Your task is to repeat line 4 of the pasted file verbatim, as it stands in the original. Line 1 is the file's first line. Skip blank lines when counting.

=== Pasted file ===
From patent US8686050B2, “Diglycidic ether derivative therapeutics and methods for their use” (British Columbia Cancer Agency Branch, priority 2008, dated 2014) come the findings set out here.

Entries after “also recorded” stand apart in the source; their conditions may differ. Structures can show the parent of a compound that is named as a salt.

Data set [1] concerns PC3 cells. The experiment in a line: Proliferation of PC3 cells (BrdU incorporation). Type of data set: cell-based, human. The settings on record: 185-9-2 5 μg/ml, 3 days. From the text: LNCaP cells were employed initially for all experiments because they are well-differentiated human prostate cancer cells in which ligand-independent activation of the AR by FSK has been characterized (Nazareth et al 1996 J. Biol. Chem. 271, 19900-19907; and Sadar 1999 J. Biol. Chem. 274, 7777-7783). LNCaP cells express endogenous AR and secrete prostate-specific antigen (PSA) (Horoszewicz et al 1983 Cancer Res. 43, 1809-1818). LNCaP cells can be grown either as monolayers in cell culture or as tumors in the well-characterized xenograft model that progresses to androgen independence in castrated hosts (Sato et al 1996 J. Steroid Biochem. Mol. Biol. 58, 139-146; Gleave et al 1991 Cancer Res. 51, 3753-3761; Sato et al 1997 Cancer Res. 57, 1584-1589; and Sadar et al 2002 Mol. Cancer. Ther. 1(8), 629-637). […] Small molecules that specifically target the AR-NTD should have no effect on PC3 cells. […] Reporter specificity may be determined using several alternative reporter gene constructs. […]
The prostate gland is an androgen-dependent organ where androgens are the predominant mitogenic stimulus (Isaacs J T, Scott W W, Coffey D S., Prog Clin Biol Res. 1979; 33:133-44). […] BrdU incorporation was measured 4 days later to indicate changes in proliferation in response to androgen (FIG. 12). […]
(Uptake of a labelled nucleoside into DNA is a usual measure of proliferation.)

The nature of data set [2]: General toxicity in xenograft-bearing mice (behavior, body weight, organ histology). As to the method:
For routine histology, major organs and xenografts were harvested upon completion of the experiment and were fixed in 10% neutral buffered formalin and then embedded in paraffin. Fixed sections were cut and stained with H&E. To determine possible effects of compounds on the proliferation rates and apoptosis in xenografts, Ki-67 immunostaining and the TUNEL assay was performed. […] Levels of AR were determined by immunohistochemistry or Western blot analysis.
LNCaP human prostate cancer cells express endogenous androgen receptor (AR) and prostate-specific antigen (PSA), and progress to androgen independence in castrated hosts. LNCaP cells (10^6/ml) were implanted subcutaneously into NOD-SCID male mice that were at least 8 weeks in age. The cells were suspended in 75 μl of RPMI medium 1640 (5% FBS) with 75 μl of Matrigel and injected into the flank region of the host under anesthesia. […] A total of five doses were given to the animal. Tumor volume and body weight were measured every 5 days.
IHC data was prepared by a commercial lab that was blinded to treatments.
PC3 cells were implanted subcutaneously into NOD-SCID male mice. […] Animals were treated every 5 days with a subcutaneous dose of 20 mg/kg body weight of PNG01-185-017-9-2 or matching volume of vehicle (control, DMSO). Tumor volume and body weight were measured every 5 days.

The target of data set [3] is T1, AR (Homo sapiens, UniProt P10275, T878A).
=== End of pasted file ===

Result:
The prostate gland is an androgen-dependent organ where androgens are the predominant mitogenic stimulus (Isaacs J T, Scott W W, Coffey D S., Prog Clin Biol Res. 1979; 33:133-44). […] BrdU incorporation was measured 4 days later to indicate changes in proliferation in response to androgen (FIG. 12). […]